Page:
Where does Mike Shanahan stand heading into year 4?

If on the day Jim Zorn was fired, Bruce Allen had come down from the front office and was able to provide the following guarantees about his first three years on the job:

  1. The Redskins would win the NFC East one out of three years
  2. The Redskins quarterback would win the offensive rookie of the year award
  3. The Redskins would have a rookie runner set the single-season rushing mark for a franchise that has been playing football since the 1930s
  4. The offensive line would be considered more of a strength than a weakness within three years
  5. The Redskins offense would be considered innovative enough for other teams to begin copying
  6. London Fletcher would not only go to multiple pro bowls in a new defense, but would still be the team's emotional leader in 2013

I think that every last one of us would have taken that deal in a heartbeat.  A lot of that was based on where the franchise was at the time, because in those same three years:

  1. The Redskins have still not won a playoff game since 2005
  2. The team is just 21-27 overall through those three seasons
  3. The defense which was very good under Greg Williams and at least average under Greg Blache has been mostly below average under Jim Haslett
  4. The team would let a ton of established veteran talent walk and at least three inherited Redskins (Andre Carter, Carlos Rogers, LaRon Landry) would have pro bowl seasons for other organizations
  5. The Eagles would get a second round pick and a fourth round pick to watch Donovan McNabb lose games for the Redskins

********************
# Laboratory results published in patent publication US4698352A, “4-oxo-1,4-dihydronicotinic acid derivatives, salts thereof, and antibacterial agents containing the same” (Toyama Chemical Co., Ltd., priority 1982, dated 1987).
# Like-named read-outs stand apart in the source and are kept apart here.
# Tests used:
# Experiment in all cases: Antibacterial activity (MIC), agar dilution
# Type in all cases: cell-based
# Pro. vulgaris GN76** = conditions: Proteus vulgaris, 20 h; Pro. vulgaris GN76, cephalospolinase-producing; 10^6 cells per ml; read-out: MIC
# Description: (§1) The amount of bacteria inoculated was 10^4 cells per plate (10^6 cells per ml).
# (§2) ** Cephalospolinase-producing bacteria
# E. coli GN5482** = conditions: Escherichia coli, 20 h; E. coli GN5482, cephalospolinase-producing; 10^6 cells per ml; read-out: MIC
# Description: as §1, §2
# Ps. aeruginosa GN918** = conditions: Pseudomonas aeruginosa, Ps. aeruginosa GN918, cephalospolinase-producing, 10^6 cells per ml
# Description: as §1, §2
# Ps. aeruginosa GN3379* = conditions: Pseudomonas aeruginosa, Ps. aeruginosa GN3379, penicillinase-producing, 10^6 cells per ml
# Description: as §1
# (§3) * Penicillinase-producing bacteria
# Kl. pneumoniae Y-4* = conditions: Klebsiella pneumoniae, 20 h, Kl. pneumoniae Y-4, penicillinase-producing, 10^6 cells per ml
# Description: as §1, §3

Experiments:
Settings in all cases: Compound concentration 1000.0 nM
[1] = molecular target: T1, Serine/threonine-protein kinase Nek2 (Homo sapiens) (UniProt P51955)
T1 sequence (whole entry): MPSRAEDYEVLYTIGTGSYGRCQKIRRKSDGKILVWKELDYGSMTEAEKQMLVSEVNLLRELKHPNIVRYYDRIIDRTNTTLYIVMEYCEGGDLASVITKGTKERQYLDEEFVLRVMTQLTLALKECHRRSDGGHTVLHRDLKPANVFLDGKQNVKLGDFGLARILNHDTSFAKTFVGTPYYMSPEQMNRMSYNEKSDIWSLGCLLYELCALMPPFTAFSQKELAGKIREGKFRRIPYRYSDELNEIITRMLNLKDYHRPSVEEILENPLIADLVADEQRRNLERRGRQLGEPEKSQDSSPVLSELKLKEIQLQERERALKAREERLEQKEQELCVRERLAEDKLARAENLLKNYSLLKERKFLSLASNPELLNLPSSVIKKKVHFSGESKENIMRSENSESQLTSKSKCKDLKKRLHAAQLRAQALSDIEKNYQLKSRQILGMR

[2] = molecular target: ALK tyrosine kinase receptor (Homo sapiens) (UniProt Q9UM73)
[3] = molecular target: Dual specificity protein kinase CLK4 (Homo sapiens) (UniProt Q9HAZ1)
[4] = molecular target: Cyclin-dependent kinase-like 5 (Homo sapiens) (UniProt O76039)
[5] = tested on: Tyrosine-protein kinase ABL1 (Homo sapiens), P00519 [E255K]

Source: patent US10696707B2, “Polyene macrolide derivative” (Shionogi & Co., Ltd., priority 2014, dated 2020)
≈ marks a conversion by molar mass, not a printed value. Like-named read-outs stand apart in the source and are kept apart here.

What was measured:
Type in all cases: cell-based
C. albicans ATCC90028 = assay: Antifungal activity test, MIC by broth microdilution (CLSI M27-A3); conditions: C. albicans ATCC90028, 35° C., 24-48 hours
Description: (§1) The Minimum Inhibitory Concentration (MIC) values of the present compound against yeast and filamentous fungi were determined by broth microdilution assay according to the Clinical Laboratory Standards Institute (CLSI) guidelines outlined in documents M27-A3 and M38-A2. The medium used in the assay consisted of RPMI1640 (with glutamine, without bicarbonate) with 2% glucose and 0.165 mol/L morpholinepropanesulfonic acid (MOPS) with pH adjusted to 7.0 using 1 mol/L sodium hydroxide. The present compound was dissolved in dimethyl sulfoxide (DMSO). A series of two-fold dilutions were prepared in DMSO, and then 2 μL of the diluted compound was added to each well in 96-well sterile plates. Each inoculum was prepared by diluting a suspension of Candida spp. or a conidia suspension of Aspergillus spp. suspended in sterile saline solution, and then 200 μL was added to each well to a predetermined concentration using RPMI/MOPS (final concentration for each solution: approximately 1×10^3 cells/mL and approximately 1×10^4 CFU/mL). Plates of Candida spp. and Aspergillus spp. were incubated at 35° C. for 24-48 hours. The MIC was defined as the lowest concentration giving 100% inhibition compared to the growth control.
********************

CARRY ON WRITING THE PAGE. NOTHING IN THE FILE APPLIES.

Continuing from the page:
6. Larry Johnson, age 30, would get $4 million guaranteed to play 2 games for the Redskins
  7. The team would continue to trade away draft picks like candy, and would not pick in the first round for consecutive years
  8. Four years in, the team would not be able to best Vinny Cerrato special DeAngelo freakin' Hall as it's top rated CB

It would have been unbelievably frusterating to accept the promises Allen would have been able to make at the end of the 2009 season.  Basically, over the last three years, the process has been really sloppy, mistakes have outnumbered successes, and if we were confronted with a simple take it or leave it offer for the last three seasons of Redskins football, every last one of us would have taken the deal.

The issue, then, with Mike Shanahan's tenure as Redskins coach has been one of timing.  The entire "pro" side of the ledger for Shanahan's tenure was condensed into an intense seven week period of digging out, then managing expectations, then enjoying a lead in the division for all of two weeks.  Benefitting from hindsight, it was an awesome experience and well worth the wait.  During the seven weeks, it was excruciating and the bottom always felt like it was going to fall out at any moment.  It eventually would, but by then the Redskins were in the playoffs, and the season was a huge success.